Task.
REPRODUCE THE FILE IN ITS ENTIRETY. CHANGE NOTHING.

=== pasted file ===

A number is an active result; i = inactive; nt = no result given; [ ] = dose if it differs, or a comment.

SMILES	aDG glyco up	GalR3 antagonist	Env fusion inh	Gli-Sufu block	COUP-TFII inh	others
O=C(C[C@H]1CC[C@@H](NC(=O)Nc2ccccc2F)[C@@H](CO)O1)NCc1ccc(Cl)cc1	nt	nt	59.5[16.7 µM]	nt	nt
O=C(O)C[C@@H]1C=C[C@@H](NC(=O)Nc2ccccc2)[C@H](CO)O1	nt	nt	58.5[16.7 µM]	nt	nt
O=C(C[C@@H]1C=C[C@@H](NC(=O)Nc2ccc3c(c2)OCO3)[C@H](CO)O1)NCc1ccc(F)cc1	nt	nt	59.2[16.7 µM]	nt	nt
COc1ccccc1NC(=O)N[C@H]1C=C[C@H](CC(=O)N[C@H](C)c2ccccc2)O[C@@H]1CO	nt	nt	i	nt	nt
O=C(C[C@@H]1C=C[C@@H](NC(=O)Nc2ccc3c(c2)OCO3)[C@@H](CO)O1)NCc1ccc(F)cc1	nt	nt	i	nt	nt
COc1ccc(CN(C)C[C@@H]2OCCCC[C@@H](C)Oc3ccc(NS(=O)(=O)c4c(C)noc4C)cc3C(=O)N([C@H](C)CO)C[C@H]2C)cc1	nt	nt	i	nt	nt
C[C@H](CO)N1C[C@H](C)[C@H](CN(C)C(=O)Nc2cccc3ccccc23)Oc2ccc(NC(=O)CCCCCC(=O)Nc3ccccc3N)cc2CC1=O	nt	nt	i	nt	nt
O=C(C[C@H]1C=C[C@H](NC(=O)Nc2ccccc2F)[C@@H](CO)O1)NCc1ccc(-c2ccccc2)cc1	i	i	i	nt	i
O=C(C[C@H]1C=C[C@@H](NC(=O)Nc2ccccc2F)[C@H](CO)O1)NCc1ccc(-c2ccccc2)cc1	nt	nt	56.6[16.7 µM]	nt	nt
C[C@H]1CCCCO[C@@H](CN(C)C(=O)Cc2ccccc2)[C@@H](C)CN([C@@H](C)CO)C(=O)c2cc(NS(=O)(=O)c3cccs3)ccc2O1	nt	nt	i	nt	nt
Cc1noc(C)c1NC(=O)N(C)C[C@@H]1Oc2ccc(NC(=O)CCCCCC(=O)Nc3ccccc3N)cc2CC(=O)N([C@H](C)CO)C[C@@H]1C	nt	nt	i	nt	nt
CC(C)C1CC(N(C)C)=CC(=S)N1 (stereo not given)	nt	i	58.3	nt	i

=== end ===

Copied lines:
A number is an active result; i = inactive; nt = no result given; [ ] = dose if it differs, or a comment.

SMILES	aDG glyco up	GalR3 antagonist	Env fusion inh	Gli-Sufu block	COUP-TFII inh	others
O=C(C[C@H]1CC[C@@H](NC(=O)Nc2ccccc2F)[C@@H](CO)O1)NCc1ccc(Cl)cc1	nt	nt	59.5[16.7 µM]	nt	nt
O=C(O)C[C@@H]1C=C[C@@H](NC(=O)Nc2ccccc2)[C@H](CO)O1	nt	nt	58.5[16.7 µM]	nt	nt
O=C(C[C@@H]1C=C[C@@H](NC(=O)Nc2ccc3c(c2)OCO3)[C@H](CO)O1)NCc1ccc(F)cc1	nt	nt	59.2[16.7 µM]	nt	nt
COc1ccccc1NC(=O)N[C@H]1C=C[C@H](CC(=O)N[C@H](C)c2ccccc2)O[C@@H]1CO	nt	nt	i	nt	nt
O=C(C[C@@H]1C=C[C@@H](NC(=O)Nc2ccc3c(c2)OCO3)[C@@H](CO)O1)NCc1ccc(F)cc1	nt	nt	i	nt	nt
COc1ccc(CN(C)C[C@@H]2OCCCC[C@@H](C)Oc3ccc(NS(=O)(=O)c4c(C)noc4C)cc3C(=O)N([C@H](C)CO)C[C@H]2C)cc1	nt	nt	i	nt	nt
C[C@H](CO)N1C[C@H](C)[C@H](CN(C)C(=O)Nc2cccc3ccccc23)Oc2ccc(NC(=O)CCCCCC(=O)Nc3ccccc3N)cc2CC1=O	nt	nt	i	nt	nt
O=C(C[C@H]1C=C[C@H](NC(=O)Nc2ccccc2F)[C@@H](CO)O1)NCc1ccc(-c2ccccc2)cc1	i	i	i	nt	i
O=C(C[C@H]1C=C[C@@H](NC(=O)Nc2ccccc2F)[C@H](CO)O1)NCc1ccc(-c2ccccc2)cc1	nt	nt	56.6[16.7 µM]	nt	nt
C[C@H]1CCCCO[C@@H](CN(C)C(=O)Cc2ccccc2)[C@@H](C)CN([C@@H](C)CO)C(=O)c2cc(NS(=O)(=O)c3cccs3)ccc2O1	nt	nt	i	nt	nt
Cc1noc(C)c1NC(=O)N(C)C[C@@H]1Oc2ccc(NC(=O)CCCCCC(=O)Nc3ccccc3N)cc2CC(=O)N([C@H](C)CO)C[C@@H]1C	nt	nt	i	nt	nt
CC(C)C1CC(N(C)C)=CC(=S)N1 (stereo not given)	nt	i	58.3	nt	i